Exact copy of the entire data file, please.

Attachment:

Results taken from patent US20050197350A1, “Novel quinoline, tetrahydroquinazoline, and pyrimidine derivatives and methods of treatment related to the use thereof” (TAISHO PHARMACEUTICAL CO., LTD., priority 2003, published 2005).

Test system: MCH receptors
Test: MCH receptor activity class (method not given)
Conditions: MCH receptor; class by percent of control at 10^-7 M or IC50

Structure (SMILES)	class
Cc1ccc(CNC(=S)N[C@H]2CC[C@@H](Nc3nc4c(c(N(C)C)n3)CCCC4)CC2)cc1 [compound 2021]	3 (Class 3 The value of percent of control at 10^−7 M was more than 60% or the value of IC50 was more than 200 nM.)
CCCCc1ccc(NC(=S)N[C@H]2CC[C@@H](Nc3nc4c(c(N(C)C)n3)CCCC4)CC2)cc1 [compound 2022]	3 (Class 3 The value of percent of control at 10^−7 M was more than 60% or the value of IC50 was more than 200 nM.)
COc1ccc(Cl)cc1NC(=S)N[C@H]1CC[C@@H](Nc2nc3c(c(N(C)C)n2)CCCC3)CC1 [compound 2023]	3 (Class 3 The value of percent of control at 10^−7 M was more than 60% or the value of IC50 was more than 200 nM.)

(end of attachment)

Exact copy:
Results taken from patent US20050197350A1, “Novel quinoline, tetrahydroquinazoline, and pyrimidine derivatives and methods of treatment related to the use thereof” (TAISHO PHARMACEUTICAL CO., LTD., priority 2003, published 2005).

Test system: MCH receptors
Test: MCH receptor activity class (method not given)
Conditions: MCH receptor; class by percent of control at 10^-7 M or IC50

Structure (SMILES)	class
Cc1ccc(CNC(=S)N[C@H]2CC[C@@H](Nc3nc4c(c(N(C)C)n3)CCCC4)CC2)cc1 [compound 2021]	3 (Class 3 The value of percent of control at 10^−7 M was more than 60% or the value of IC50 was more than 200 nM.)
CCCCc1ccc(NC(=S)N[C@H]2CC[C@@H](Nc3nc4c(c(N(C)C)n3)CCCC4)CC2)cc1 [compound 2022]	3 (Class 3 The value of percent of control at 10^−7 M was more than 60% or the value of IC50 was more than 200 nM.)
COc1ccc(Cl)cc1NC(=S)N[C@H]1CC[C@@H](Nc2nc3c(c(N(C)C)n2)CCCC3)CC1 [compound 2023]	3 (Class 3 The value of percent of control at 10^−7 M was more than 60% or the value of IC50 was more than 200 nM.)